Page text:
Hiram Maxim’s Self-Loading Rifle Came Right Before His Famous Machine Gun

Uncategorized March 2, 2016 0

In 1883 Hiram Maxim designed a unique system that harnessed the recoil of a rifle. Maxim filed a patent for this system which, when...

In 1883 Hiram Maxim designed a unique system that harnessed the recoil of a rifle. Maxim filed a patent for this system which, when the U.S. government granted it in April 1884, became his first firearm design patent — a year before his now-famous machine-gun concept patent.

To prove his ideas about using recoil to operate a firearm, Maxim modified a Winchester 1866 lever action rifle. He removed the rifle’s lever and installed a floating butt plate attached to a spring buffer system that in turn linked to a proprietary trigger guard and operating rod, which then operated the action through a series of jointed levers in the receiver.

Maxim explained that he meant for the system to feature in “heavy-loaded rifles such as are used for military purposes” that “rebound with great force and often do injury to the shoulder of the person firing.”

When the rifle fired, it would recoil back into the butt plate, compressing the two springs in the stock that act on the trigger guard, pushing it forward and acting on a lever that then worked the rifle’s bolt. This extracted the spent case and loaded another, readying the rifle to fire again.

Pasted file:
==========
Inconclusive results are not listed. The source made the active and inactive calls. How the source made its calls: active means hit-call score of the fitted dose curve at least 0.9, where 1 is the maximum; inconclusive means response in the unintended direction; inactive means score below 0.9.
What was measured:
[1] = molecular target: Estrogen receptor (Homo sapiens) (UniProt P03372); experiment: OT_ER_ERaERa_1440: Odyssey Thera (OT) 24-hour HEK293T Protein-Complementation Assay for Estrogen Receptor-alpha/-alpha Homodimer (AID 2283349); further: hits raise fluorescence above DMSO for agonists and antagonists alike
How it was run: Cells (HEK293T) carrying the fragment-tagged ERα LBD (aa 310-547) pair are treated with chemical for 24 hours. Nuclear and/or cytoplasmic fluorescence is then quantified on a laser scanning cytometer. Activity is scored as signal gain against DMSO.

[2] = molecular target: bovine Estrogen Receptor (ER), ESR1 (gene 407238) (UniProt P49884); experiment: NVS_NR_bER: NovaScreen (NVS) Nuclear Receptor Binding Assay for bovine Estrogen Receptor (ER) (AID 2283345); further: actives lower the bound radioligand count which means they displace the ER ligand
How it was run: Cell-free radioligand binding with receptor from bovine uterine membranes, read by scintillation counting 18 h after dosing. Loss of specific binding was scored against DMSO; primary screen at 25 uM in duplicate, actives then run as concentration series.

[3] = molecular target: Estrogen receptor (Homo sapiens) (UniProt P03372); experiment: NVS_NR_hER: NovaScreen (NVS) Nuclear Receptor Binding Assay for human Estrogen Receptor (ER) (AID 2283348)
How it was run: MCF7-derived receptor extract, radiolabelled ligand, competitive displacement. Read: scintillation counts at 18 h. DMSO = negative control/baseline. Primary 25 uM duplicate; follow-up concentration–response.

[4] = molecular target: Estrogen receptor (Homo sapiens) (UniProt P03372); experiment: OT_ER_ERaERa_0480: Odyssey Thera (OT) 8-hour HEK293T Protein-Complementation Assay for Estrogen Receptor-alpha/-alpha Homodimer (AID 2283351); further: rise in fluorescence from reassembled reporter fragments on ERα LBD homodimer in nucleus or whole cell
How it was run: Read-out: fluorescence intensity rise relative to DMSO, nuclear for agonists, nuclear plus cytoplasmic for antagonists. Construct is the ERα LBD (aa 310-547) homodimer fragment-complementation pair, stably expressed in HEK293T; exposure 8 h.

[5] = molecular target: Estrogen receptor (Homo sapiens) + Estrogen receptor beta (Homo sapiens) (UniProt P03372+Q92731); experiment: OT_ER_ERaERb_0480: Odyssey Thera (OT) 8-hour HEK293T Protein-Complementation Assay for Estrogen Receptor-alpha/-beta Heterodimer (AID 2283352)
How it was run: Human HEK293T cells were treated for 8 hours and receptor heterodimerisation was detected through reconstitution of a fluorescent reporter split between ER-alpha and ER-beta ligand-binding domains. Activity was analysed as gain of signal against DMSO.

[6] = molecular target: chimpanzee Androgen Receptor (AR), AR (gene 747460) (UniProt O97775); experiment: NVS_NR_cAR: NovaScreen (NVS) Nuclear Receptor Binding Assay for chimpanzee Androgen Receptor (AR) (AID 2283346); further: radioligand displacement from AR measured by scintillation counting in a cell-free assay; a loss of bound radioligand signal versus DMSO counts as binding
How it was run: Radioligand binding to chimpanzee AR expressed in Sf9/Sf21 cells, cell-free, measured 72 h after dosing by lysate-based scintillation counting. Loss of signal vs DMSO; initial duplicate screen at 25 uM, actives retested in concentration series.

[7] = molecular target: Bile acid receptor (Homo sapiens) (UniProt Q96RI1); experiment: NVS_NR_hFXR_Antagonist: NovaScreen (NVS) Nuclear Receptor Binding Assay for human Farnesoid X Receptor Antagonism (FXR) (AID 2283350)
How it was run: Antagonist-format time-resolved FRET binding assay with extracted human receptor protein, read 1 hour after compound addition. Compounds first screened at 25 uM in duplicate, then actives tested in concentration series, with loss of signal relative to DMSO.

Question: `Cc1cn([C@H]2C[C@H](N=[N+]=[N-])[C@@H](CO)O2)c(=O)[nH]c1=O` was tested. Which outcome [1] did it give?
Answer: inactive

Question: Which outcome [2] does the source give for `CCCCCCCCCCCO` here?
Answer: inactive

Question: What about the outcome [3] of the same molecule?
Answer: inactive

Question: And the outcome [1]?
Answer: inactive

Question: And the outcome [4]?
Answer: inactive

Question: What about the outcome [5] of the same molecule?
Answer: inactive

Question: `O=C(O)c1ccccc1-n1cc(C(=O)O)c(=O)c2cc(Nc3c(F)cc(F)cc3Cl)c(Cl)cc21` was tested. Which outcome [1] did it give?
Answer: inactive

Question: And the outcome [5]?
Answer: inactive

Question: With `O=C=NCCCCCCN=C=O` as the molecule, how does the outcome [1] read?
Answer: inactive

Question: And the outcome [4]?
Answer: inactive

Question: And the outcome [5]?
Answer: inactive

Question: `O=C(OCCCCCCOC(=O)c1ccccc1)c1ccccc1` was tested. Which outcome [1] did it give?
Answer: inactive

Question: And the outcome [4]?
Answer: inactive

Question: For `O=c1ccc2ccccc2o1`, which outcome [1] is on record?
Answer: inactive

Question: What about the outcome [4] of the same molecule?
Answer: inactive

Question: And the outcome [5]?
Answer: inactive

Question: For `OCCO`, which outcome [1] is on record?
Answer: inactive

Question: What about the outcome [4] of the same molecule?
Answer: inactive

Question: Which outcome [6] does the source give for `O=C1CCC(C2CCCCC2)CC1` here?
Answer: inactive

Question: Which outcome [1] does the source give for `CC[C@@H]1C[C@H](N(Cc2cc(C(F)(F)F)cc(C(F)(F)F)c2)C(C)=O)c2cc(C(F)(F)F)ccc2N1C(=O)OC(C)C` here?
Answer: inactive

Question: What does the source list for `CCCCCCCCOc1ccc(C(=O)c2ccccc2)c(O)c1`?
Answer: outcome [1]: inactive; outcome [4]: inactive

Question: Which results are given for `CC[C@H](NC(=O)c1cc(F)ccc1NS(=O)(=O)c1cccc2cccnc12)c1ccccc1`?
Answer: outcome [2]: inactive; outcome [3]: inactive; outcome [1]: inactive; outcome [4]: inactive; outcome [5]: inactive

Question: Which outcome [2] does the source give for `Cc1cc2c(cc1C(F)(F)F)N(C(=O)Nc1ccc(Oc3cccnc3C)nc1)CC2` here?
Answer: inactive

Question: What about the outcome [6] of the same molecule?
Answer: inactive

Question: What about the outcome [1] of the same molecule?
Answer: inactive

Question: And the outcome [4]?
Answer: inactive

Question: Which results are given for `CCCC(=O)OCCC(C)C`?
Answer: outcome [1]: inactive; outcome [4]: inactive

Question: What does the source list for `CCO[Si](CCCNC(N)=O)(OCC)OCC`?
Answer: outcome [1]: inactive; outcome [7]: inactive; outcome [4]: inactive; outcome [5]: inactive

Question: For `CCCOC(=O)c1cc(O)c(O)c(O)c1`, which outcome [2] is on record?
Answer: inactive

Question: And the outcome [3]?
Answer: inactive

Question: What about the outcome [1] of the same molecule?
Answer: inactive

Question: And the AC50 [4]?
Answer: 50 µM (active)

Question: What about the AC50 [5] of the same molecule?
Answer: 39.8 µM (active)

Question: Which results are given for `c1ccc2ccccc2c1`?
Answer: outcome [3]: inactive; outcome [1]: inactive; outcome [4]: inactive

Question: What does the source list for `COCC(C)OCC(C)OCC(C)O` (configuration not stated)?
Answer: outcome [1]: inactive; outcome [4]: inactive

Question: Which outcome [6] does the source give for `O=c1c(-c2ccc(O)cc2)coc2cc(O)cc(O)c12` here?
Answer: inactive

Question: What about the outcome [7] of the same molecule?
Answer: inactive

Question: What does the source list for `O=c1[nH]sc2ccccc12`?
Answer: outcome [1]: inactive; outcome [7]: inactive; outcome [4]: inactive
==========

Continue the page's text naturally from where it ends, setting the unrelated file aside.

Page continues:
Maxim’s patent
Maxim believed that his system would allow rifles to be “fired with great accuracy and rapidity.” In his patent, Maxim also hinted at the possibility of rapid automatic fire, which would become a reality with his later machine-gun designs. If the shooter presses “steadily upon the trigger,” Maxim wrote, “the full contents of the magazine will be rapidly discharged.”

Maxim’s “Mechanism for Operating Gun-locks by Recoil” was little more than a proof-of-concept and the design he included in his patent — although ingenious — was far from practical or ergonomic.

Still, Maxim had high hopes for recoil operation, proclaiming in the patent that the system could “operate equally well on any arm of the kind, or upon a revolver.” This proved to be prophetic, as over the next decade other designers would harness the power of recoil to cycle the actions of both rifles and pistols.

In the meantime Maxim continued work on the design that would soon make him famous — the Maxim machine gun.

This story originally appeared at Historical Firearms.

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